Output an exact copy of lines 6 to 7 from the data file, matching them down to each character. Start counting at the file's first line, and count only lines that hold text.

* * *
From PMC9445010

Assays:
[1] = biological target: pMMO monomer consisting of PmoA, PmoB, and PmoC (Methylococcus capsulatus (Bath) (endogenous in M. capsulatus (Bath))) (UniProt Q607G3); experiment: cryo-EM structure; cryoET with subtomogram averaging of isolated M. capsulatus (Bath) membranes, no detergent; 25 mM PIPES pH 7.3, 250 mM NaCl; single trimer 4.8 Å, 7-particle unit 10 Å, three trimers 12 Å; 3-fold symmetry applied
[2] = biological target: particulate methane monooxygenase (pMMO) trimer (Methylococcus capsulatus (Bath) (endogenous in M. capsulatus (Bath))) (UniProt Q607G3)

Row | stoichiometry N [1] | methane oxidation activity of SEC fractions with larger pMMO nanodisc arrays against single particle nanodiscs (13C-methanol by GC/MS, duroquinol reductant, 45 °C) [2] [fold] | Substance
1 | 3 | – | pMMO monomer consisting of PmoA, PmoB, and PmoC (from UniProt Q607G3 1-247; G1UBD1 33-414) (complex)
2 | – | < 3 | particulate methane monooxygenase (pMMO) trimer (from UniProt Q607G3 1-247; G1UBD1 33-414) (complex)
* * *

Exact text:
1 | 3 | – | pMMO monomer consisting of PmoA, PmoB, and PmoC (from UniProt Q607G3 1-247; G1UBD1 33-414) (complex)
2 | – | < 3 | particulate methane monooxygenase (pMMO) trimer (from UniProt Q607G3 1-247; G1UBD1 33-414) (complex)